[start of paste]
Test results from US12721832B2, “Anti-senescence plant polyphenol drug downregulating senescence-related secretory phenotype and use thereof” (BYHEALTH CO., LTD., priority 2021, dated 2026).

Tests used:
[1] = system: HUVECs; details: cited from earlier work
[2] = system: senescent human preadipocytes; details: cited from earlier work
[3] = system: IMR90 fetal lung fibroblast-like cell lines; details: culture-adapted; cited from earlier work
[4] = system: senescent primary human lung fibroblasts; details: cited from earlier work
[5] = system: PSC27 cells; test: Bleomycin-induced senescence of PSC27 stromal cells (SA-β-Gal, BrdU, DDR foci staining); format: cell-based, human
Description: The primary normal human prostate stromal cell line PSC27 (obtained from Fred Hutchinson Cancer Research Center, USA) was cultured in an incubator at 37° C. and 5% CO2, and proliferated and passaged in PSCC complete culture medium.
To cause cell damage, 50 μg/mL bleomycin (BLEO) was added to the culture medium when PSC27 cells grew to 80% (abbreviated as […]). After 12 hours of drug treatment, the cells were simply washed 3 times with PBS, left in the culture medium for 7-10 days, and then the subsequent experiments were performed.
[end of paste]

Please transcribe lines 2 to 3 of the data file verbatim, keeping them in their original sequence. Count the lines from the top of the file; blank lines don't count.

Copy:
Tests used:
[1] = system: HUVECs; details: cited from earlier work